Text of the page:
Rosalba: I understood you like travelling very much!  When you were a child, has your journey from England to America influenced your passion for travelling?

Frank: I don’t think so. Perhaps the opposite in fact. I do travel a lot, it’s true. Much of the impetus for that comes from my wife’s desire to travel. Fact is, I like being at home, in my own space, my own town. Routine has a certain joy for me. Routine is also necessary for me to get my work done, my writing done. Travel, though thrilling and something I do enjoy (who doesn’t want to go again see the villages of Italy or the great cities of Europe, Paris, London, etc.?) is interruptive. I find it difficult to stick to my writing schedule when I’m on the road. I still write my blogs on Monday morning no matter where I am or what day it is, but other, longer works, often get put aside until I get back home.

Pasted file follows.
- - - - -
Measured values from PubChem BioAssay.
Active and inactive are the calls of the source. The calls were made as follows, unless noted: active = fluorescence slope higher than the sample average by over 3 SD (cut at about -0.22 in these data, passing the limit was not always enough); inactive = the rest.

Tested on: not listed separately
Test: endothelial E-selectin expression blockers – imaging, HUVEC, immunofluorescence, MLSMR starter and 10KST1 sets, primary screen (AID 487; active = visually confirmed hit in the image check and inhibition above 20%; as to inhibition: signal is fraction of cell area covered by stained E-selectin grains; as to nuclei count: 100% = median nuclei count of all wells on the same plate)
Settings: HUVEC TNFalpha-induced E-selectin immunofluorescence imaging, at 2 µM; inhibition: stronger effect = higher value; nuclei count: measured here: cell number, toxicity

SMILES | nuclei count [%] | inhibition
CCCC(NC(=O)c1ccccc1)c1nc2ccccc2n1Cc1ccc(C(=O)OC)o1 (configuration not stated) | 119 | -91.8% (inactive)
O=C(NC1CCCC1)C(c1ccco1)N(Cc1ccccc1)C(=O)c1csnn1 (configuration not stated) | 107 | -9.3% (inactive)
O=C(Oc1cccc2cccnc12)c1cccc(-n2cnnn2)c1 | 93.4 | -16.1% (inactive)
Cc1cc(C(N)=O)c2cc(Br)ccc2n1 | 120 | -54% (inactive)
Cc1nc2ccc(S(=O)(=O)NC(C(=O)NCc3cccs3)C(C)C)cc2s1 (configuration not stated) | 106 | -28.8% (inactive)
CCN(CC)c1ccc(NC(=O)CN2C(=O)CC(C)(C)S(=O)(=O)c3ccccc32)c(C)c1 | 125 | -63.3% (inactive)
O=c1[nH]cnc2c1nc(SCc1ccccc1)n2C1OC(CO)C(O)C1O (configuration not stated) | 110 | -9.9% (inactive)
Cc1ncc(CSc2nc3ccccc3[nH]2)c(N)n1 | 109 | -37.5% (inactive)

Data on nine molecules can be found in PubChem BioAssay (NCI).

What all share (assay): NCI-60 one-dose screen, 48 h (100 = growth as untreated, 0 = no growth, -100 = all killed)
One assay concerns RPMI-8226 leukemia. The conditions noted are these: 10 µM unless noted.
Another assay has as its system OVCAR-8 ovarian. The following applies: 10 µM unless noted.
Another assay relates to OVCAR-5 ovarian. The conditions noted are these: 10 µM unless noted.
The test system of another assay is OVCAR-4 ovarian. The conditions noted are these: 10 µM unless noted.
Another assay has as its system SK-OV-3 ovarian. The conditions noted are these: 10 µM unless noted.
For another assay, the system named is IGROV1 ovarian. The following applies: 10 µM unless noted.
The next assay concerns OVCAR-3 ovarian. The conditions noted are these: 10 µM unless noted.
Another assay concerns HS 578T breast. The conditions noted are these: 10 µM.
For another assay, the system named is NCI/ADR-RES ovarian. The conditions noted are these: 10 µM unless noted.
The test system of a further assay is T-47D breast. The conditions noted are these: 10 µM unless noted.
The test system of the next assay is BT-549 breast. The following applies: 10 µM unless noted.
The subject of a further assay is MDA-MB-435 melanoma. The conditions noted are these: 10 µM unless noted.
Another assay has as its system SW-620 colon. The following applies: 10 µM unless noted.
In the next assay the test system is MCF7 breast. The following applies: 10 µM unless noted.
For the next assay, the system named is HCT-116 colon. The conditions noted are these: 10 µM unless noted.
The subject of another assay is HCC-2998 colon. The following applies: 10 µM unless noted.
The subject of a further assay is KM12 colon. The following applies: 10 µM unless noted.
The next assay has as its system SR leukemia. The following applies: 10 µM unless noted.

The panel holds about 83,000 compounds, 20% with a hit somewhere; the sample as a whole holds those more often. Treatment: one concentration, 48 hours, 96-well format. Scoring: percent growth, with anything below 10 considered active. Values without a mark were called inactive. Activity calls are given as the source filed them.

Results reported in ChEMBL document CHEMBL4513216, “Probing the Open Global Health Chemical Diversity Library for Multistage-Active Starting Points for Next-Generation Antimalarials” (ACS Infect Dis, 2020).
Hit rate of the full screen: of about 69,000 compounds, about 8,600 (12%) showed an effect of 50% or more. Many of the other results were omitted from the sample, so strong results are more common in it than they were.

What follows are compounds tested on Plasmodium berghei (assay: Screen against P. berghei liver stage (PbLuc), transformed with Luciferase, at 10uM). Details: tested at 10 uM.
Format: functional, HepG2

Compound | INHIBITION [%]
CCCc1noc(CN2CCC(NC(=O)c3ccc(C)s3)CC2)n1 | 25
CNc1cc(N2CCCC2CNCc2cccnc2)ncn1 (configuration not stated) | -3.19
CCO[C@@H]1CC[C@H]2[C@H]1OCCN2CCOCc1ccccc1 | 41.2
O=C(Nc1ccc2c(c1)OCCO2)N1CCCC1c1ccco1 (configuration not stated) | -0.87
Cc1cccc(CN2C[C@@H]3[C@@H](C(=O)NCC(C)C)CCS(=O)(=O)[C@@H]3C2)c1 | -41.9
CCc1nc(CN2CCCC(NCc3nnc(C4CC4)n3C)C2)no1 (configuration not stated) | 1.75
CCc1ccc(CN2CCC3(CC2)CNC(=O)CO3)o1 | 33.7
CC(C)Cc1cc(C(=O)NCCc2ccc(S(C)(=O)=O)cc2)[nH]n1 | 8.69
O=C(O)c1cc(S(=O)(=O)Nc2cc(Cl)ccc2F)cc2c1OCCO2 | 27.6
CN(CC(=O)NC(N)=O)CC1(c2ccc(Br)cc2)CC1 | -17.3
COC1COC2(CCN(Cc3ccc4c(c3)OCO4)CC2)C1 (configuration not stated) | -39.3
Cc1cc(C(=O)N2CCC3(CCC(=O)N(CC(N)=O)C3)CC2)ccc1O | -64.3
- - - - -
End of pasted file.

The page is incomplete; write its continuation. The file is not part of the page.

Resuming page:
Rosalba: What was the message you wanted to give your readers with your biographical book entitled Passage from England, a memoir?

Frank: Passage From England is an immigrant’s story…my father as a displaced person from Poland and my mother as a virtual refugee from England. For me and my brother and sister, our immigrant story was lived in Los Angeles in the 50s and 60s. When my wife and I left the United States and moved to St. Thomas, I felt like an immigrant all over again in the Caribbean. That sense of being the outsider, of looking for a home, of trying to find a safe harbor is what Passage From England is about. What I came to learn in my childhood, and to learn again in my adulthood, is that love and family make anywhere your home. The flipside of that, unfortunately, is that without those elements, no place feels like home…and never will for me.